What could be the world's cheapest Android phone just went on sale in India. It's so cheap, its retail price in US dollars can be rounded to a single digit. The device called Freedom 251 costs only 251 Indian rupees or a little less than $4. That's still quite a bit of money for the poorest of the poor in the country, but at the same time, it's not even enough to buy a Starbucks Venti latte. Its official website claims it has a 4-inch qHD IPS display, 1GB of RAM, 8GB of internal storage (expandable up to 32GB), as well as a front (0.3 megapixel) and rear (3.2 megapixel) cameras.
The website's details also say that the phone is powered by an unknown 1.3 GHz quad-core processor and a 1,450mAh battery. It runs Android Lollipop and will come preloaded with a handful of apps, such as Women Safety, Whatsapp, Facebook and YouTube, when it ships on June 30th. I've personally used dirt-cheap Android phones made in developing nations in the past (though nothing that costs as little as Freedom 251), and they were slow, unresponsive and generally a pain in the butt. They admittedly didn't have Freedom 251's specs, though, and this phone's newer components might be more efficient. Besides, if you're looking for top performance, you're not its target audience.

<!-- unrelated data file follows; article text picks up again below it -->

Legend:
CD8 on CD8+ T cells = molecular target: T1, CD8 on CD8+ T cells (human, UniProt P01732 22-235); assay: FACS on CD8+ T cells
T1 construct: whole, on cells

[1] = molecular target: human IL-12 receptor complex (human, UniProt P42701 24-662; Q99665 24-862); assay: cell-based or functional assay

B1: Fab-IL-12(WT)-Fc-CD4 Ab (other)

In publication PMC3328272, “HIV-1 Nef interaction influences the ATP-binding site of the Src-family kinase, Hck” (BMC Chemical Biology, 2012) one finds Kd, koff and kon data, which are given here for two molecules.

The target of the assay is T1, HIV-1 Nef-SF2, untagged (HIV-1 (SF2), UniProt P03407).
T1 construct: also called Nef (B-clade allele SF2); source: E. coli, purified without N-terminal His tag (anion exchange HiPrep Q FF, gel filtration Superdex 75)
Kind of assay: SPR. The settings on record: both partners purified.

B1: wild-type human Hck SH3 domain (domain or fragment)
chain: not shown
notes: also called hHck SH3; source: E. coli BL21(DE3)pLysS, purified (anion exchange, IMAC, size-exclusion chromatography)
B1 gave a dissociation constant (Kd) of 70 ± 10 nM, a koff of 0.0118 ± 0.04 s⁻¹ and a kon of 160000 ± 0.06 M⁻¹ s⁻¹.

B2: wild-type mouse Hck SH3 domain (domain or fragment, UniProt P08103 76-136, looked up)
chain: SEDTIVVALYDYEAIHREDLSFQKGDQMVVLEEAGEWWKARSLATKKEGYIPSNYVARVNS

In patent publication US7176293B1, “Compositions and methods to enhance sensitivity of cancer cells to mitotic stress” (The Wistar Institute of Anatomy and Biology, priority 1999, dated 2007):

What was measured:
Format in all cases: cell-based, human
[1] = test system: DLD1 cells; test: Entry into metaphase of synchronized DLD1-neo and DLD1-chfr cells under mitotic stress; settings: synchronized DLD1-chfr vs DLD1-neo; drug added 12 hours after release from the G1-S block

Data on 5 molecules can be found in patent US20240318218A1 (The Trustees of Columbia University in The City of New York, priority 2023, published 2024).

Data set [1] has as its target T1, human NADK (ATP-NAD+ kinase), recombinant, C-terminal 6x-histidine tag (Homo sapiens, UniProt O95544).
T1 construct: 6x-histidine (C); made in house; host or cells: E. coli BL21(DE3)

The device was designed and manufactured by a little known company called Ringing Bells under the government's "Make in India" initiative. According to XDA Developers, it had a rather controversial media launch recently, wherein Ringing Bells showed off a beta prototype marked with a logo that says "Adcom." The company tried to hide that Adcom branding using White-Out -- seriously -- because it's a known importer of products made outside the country. XDA also lists other controversies surrounding the device, but at only $4, we'll bet people will buy it anyway.